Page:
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THE ANSWER TO THE THIRD LETTER.

Sir,”

“Though, when I turn my thoughts every way, I fully persuade myself there is no defect in the argument itself, yet, in my manner of expression, I am satisfied there must be some want of clearness when there remains any difficulty to a person of your abilities and sagacity. I did not mean that your saying a necessary being exists somewhere, does necessarily suppose it to be finite, but that the manner of expression is apt to excite in the mind an idea of a finite being, at the same time that you are thinking of a necessary being, without accurately attending to the nature of that necessity by which it exists. Necessity absolute, and antecedent (in order of nature) to the existence of any subject, has nothing to limit it; but, if it operates at all, (as it must needs do,) it must operate (if I may so speak,) everywhere and at all times alike: Determination of a particular quantity, or particular time or place of existence of any thing, cannot arise but from somewhat external to the thing itself. For example; why there should exist just such a small determinate quantity of matter, neither more nor less, interspersed in the immense vacuities of space, no reason can be given; nor can there be any thing in nature which could have determined a thing so indifferent in itself, as is the measure of that quantity, but only the will of an intelligent and free agent. To suppose matter, or any other substance, necessarily-existing in a finite determinate quantity, in an inch-cube for instance, or in any certain number of cube-inches and no more, is exactly the same absurdity as supposing it to exist necessarily, and yet for a finite duration only; which every 427one sees to be a plain contradiction. The argument is likewise the same in the question about the original of motion: Motion cannot be necessarily-existing, because, it being evident that all determinations of motion are equally possible in themselves, the original determination of the motion of any particular body this way rather than the contrary way, could not be necessary in itself, but was either caused by the will of an intelligent and free agent, or else was an effect produced and determined without any cause at all, which is an express contradiction; as I have shown in my Demonstration of the Being and Attributes of God.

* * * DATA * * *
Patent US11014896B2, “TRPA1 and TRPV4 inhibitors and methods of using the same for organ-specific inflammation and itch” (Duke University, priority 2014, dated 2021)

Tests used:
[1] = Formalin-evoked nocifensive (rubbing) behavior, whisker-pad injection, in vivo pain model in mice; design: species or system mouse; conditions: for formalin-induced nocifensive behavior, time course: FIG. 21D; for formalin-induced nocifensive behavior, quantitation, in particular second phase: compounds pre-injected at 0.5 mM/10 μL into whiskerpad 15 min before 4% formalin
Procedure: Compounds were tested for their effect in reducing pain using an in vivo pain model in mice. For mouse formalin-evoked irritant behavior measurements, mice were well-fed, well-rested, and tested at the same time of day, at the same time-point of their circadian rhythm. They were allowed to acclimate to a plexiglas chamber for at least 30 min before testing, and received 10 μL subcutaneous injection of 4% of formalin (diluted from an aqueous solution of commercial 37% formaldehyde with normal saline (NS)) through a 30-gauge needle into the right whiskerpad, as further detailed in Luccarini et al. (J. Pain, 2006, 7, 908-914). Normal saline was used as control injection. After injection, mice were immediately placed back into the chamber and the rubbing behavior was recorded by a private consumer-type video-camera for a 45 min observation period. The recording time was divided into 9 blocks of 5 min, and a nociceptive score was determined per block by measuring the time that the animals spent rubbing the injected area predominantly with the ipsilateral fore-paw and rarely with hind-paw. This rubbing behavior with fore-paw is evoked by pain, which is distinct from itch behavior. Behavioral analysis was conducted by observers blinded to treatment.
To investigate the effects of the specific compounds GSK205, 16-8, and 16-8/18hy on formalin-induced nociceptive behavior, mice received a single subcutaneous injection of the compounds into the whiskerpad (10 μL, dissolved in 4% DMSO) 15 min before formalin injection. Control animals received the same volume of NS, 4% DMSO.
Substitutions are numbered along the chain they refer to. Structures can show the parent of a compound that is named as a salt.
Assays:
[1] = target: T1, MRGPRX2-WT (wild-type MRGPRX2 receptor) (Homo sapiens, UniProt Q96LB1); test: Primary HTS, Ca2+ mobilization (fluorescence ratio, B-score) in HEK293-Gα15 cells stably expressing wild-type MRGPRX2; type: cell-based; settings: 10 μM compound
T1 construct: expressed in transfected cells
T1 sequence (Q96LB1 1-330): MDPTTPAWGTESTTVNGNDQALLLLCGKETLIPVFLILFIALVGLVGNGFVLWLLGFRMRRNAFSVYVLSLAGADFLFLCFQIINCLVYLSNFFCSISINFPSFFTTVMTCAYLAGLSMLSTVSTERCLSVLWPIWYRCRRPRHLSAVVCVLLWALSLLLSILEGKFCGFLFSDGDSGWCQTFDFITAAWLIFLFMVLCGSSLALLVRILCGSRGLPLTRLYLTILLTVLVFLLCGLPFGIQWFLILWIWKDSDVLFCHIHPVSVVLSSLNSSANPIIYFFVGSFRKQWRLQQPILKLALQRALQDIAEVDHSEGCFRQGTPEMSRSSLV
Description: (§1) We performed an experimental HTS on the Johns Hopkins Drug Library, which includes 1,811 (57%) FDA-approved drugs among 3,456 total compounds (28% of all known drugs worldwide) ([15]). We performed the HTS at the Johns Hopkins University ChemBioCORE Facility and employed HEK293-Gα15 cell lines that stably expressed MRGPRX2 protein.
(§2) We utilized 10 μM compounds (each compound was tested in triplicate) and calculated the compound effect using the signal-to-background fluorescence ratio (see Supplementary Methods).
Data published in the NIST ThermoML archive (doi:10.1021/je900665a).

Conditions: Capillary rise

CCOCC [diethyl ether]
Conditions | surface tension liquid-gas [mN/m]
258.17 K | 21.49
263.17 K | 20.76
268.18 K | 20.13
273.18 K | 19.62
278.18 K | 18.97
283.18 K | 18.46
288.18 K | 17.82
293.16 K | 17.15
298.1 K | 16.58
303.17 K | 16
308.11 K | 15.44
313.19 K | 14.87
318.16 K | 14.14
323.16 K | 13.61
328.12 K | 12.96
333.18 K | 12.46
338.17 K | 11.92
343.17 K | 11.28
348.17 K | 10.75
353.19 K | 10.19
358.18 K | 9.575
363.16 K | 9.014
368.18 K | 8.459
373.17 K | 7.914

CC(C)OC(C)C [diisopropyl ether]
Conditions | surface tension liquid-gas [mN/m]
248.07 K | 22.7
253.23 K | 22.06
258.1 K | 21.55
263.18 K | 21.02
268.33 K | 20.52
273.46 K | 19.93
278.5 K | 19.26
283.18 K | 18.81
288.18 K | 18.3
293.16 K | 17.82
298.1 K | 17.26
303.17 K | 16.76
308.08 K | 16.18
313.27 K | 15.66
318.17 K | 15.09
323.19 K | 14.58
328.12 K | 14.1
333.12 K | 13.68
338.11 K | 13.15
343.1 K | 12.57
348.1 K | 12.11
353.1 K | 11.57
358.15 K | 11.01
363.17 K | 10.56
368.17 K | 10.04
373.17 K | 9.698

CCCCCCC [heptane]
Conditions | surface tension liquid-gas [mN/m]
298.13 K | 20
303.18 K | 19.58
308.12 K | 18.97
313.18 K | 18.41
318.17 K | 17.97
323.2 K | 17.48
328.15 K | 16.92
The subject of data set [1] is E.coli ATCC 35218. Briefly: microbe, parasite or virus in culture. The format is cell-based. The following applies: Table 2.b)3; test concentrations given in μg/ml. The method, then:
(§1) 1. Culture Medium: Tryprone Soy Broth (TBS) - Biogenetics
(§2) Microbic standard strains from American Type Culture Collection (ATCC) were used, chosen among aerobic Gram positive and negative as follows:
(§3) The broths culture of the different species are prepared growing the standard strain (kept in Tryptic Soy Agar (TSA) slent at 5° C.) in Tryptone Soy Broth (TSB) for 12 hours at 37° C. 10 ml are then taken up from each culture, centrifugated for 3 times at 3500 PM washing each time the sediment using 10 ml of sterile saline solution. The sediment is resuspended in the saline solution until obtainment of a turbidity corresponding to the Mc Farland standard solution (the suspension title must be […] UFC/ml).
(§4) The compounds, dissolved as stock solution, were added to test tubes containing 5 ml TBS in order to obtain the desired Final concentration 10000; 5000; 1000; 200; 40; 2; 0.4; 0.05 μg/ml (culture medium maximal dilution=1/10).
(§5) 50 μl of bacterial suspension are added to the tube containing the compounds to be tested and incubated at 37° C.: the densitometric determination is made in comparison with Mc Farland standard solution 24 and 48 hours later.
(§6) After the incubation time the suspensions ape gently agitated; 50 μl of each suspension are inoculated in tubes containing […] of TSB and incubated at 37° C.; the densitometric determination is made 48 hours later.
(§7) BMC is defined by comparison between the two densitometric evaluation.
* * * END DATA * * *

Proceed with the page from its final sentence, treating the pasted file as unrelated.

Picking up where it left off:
“To the second head of argument I answer: Space is a property (or mode) of the self-existent substance, but not of any other substances. All other substances are in space, and are penetrated by it, but the self-existent substance is not in space, nor penetrated by it, but is itself (if I may so speak) the substratum of space, the ground of the existence of space and duration itself. Which (space and duration) being evidently necessary, and yet themselves not substances, but properties or modes, show evidently that the substance, without which these modes could not subsist, is itself much more (if that were possible) necessary. And as space and duration are needful, (i. e. sine qua non,) to the existence of every thing else; so, consequently, is the substance to which these modes belong in that peculiar manner which I before mentioned.

“I am, Sir,

“Your affectionate Friend and Servant.”

Dec. 10, 1713.

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